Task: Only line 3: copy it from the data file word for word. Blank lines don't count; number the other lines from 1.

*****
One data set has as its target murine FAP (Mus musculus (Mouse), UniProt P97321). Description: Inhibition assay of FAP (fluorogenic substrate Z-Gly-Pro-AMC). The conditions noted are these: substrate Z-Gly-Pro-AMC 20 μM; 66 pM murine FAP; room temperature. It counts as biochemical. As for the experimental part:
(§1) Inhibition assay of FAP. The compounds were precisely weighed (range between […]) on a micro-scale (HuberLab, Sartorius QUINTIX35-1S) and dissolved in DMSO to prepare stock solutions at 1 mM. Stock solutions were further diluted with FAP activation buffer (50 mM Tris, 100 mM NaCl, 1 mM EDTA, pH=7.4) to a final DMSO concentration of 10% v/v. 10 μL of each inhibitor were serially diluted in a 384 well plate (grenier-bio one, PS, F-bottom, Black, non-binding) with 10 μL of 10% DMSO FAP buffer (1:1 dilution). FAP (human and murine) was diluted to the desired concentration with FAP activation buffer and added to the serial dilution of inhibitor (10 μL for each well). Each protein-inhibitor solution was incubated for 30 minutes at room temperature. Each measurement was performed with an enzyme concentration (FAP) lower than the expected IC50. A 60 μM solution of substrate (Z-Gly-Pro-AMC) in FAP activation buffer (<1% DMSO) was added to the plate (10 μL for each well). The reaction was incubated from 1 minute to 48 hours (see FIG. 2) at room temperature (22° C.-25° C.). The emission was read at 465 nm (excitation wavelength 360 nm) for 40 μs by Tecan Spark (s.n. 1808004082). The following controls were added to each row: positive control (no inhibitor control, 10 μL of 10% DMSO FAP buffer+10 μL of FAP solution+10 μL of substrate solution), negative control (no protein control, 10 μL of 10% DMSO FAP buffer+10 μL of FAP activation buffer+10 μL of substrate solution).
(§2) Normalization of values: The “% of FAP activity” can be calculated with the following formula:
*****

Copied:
(§2) Normalization of values: The “% of FAP activity” can be calculated with the following formula: